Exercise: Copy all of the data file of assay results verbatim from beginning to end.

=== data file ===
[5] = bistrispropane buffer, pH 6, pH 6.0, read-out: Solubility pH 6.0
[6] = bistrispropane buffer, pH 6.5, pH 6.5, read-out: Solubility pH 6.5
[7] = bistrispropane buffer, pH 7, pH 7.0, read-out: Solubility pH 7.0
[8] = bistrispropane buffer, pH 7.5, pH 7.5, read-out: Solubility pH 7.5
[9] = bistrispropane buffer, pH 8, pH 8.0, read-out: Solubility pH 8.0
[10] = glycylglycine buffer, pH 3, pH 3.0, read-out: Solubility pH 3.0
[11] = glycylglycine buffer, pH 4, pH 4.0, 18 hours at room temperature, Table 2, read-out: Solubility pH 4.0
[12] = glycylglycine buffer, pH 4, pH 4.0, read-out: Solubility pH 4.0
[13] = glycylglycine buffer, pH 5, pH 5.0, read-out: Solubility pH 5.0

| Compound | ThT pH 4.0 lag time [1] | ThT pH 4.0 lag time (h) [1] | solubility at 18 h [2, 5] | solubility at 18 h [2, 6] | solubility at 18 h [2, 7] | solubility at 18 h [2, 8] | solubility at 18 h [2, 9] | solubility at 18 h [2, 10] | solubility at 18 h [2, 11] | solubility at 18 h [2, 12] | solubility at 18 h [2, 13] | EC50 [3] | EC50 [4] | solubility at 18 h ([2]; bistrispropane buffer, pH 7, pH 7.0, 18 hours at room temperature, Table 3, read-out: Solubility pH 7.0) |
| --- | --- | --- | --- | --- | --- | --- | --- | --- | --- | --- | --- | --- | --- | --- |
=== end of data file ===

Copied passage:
[5] = bistrispropane buffer, pH 6, pH 6.0, read-out: Solubility pH 6.0
[6] = bistrispropane buffer, pH 6.5, pH 6.5, read-out: Solubility pH 6.5
[7] = bistrispropane buffer, pH 7, pH 7.0, read-out: Solubility pH 7.0
[8] = bistrispropane buffer, pH 7.5, pH 7.5, read-out: Solubility pH 7.5
[9] = bistrispropane buffer, pH 8, pH 8.0, read-out: Solubility pH 8.0
[10] = glycylglycine buffer, pH 3, pH 3.0, read-out: Solubility pH 3.0
[11] = glycylglycine buffer, pH 4, pH 4.0, 18 hours at room temperature, Table 2, read-out: Solubility pH 4.0
[12] = glycylglycine buffer, pH 4, pH 4.0, read-out: Solubility pH 4.0
[13] = glycylglycine buffer, pH 5, pH 5.0, read-out: Solubility pH 5.0

| Compound | ThT pH 4.0 lag time [1] | ThT pH 4.0 lag time (h) [1] | solubility at 18 h [2, 5] | solubility at 18 h [2, 6] | solubility at 18 h [2, 7] | solubility at 18 h [2, 8] | solubility at 18 h [2, 9] | solubility at 18 h [2, 10] | solubility at 18 h [2, 11] | solubility at 18 h [2, 12] | solubility at 18 h [2, 13] | EC50 [3] | EC50 [4] | solubility at 18 h ([2]; bistrispropane buffer, pH 7, pH 7.0, 18 hours at room temperature, Table 3, read-out: Solubility pH 7.0) |
| --- | --- | --- | --- | --- | --- | --- | --- | --- | --- | --- | --- | --- | --- | --- |